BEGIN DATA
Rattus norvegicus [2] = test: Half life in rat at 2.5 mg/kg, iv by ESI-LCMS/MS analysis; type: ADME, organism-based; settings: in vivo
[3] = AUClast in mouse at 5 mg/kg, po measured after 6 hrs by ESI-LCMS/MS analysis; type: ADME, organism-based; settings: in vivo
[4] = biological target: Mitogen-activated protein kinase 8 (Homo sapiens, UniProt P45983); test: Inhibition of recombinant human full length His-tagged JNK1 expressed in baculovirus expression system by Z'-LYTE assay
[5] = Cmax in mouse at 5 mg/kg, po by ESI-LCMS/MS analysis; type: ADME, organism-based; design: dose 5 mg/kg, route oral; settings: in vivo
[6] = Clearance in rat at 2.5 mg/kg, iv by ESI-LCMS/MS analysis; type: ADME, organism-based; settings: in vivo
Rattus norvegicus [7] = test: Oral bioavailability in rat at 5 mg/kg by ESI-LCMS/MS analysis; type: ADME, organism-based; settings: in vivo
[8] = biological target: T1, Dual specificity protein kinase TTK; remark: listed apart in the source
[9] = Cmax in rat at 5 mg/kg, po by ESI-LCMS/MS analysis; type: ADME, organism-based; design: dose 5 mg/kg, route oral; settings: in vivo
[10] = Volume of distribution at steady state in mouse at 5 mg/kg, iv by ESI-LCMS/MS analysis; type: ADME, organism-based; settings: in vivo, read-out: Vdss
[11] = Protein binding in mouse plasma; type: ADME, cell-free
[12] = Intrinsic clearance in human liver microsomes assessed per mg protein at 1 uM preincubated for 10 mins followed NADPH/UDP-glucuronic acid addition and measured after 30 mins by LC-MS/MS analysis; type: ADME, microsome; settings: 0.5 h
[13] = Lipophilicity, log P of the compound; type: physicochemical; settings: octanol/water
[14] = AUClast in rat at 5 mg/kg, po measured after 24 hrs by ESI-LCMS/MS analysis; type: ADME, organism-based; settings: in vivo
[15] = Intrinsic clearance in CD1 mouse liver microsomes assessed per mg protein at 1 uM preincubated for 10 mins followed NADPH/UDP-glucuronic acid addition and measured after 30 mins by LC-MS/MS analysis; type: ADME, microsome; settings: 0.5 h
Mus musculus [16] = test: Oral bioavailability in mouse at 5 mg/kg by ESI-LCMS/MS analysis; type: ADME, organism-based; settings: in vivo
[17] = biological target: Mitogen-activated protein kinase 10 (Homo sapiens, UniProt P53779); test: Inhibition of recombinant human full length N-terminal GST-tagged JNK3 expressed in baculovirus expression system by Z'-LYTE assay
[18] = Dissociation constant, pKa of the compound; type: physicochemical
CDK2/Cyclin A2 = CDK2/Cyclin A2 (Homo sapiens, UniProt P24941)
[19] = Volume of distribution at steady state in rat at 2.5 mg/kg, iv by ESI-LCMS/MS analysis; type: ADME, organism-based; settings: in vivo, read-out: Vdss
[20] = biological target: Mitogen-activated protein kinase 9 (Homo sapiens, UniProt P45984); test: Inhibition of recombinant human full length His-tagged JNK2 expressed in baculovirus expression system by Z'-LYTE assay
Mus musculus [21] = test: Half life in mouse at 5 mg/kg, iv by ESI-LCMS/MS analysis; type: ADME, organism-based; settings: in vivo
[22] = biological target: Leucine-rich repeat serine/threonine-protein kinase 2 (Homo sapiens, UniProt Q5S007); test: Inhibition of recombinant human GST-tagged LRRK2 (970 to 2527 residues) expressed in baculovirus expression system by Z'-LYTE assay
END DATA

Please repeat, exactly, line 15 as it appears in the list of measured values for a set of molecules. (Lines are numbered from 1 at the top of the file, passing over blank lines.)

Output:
Mus musculus [16] = test: Oral bioavailability in mouse at 5 mg/kg by ESI-LCMS/MS analysis; type: ADME, organism-based; settings: in vivo